Food stamps, crop insurance big issues in new farm bill

A farmer drives a corn planter in a field near his southwest Minnesota farm two miles southwest of Tyler, Minn. The House and Senate Agriculture committees are debating a new farm bill this week. The current legislation directed more than $1 billion to Minnesota last year in the form of food stamp benefits and subsidized crop insurance for farmers.
MPR Photo/Mark Steil

This week, both the House and Senate Agriculture Committees are debating a new farm bill. The current legislation directed more than $1 billion to Minnesota last year in the form of food stamp benefits and subsidized crop insurance for farmers.

Those two expensive programs are the most controversial portions of the new bill Congress is considering.

The Democratic-controlled Senate passed its bill 11 months ago, but the House never voted on its version. Both farm bills are mostly similar to the bills put forward last year.

Democratic Sen. Amy Klobuchar referred to last year's experience when the Senate Agriculture Committee met on Tuesday.

"We look forward to getting this bill to the floor and not having another 327 days pass," Klobuchar said.

GOP leaders kept the House from voting on last year's committee-approved bill because of election year disagreements over how much to cut from the food stamp program.

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That decision angered Minnesota's 7th District Rep. Collin Peterson, who is the ranking Democrat on the agriculture committee and a former chairman.

This time around, Peterson said both House Speaker John Boehner and Majority Leader Eric Cantor have given their support to the bill.

"From everything I can tell, this is on track to move to the floor in June," Peterson said.

Once again, the food stamp program is a source of conflict.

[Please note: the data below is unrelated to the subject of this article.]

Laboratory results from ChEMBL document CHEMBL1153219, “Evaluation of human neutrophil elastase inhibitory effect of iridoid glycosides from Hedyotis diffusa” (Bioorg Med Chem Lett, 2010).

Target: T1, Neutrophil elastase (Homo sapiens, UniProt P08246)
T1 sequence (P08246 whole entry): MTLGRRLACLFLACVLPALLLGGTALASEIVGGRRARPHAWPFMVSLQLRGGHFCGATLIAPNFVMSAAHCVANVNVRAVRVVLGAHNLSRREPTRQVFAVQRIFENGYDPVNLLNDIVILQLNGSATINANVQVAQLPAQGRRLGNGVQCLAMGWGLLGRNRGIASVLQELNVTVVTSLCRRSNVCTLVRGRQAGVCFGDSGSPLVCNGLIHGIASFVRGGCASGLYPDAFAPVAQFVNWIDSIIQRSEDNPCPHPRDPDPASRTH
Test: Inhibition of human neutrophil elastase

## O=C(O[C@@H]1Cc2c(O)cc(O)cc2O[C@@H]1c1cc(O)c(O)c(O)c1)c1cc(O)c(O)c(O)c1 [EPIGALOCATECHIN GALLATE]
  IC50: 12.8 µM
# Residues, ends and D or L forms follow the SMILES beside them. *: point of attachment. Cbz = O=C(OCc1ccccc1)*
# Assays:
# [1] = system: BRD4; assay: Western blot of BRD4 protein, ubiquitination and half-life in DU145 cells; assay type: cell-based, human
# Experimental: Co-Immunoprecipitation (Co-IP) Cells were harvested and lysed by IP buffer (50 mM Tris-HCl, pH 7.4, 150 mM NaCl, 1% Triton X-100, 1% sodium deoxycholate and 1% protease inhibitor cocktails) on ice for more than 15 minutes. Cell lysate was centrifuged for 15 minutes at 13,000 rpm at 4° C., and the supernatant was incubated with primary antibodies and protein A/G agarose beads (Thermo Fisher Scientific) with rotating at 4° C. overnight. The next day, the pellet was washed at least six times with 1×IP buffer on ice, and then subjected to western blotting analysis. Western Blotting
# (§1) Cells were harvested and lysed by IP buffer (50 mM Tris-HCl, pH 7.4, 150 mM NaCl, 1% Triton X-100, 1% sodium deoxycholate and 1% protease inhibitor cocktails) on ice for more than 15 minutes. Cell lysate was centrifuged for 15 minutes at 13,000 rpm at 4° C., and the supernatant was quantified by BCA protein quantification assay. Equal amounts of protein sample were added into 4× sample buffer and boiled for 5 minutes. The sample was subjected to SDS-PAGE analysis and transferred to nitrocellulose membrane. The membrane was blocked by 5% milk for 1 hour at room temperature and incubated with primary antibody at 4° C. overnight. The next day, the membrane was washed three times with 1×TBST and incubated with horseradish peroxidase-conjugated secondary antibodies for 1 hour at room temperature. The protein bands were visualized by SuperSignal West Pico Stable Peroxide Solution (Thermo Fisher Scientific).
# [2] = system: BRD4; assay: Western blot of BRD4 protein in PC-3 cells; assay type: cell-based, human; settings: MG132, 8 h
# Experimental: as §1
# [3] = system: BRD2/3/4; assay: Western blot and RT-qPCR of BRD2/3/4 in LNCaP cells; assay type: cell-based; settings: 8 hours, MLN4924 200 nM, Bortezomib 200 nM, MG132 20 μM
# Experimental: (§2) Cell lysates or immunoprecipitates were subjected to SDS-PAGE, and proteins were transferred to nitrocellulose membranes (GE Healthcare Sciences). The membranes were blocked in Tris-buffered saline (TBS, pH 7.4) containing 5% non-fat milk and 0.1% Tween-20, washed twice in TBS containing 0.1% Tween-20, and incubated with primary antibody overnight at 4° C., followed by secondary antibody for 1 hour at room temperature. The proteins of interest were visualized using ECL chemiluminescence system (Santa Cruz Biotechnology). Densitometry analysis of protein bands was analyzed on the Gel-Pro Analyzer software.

That program gave more than 500,000 Minnesotans in poverty an average of $115 a month last year for groceries, according to the Department of Agriculture.

The measure approved Tuesday by the Senate Agriculture Committee makes relatively small cuts of about $400 million a year out of $80 billion in annual spending.

The House farm bill, which Peterson co-authored with the Republican chair, Rep. Frank Lucas of Oklahoma, cuts $2 billion a year, or five times as much as the Senate bill.

Many liberal Democrats think those cuts go too far, but Peterson disagrees.

"What we're talking about is a 2.5 percent reduction," he said.

Many House Republicans would like even larger cuts to food stamps.

Long-time Farm Bureau lobbyist Mary Kay Thatcher said the philosophical disagreement between Democrats and Republicans on food stamps is so large that the House and Senate may struggle to agree on how much to cut when lawmakers have to negotiate a compromise bill.

"Just picking a number and saying it will be 10 or 15 (billion) or it will be 40 (billion) is really hard to do," Thatcher said.

Moreover, analyst Stacy Dean at the liberal Center for Budget and Policy Priorities questions why lawmakers are cutting food stamps at all.

"Poverty and unemployment remain incredibly high in this country. We have food banks with lines going out the door," Dean said.

The bills also revamp farm subsidies and end the direct payment system that sent cash to farmers. Instead, both measures make the federally subsidized crop insurance system more generous. The federal government subsidizes more than 60 percent of the premium farmers pay for crop insurance.

In 2011, Minnesota farmers bought more than 131,000 policies at a cost of $525 million to taxpayers, according to data from the nonprofit Environmental Working Group.

Bruce Babcock, an economics professor at Iowa State University and regular critic of crop subsidies, said one of the new crop insurance proposals in the Senate bill is particularly generous to farmers.

"Those of us who have automobile insurance with a $500 deductible, it would be the same as if we were being given insurance for that deductible," Babcock said.

In other words, farmers would barely be on the hook for any losses they suffer, he said. Farmers say crop insurance enabled them to survive hard times, such as last summer's drought, without a government bailout.

But the government's support for crop insurance has taken all of the risk out of farming and is responsible for the real estate boom in farm country, Babcock said.

"The more subsidies and the more crop insurance we enable farmers to buy, the more they bid up the price of land," he said.

But right now, there appears to be little interest in taking on the crop insurance programs in either the House or Senate farm bills, although some lawmakers are sure to try to make changes during the floor debates.

Lawmakers hope to get a completed farm bill to President Barack Obama's desk by the beginning of August.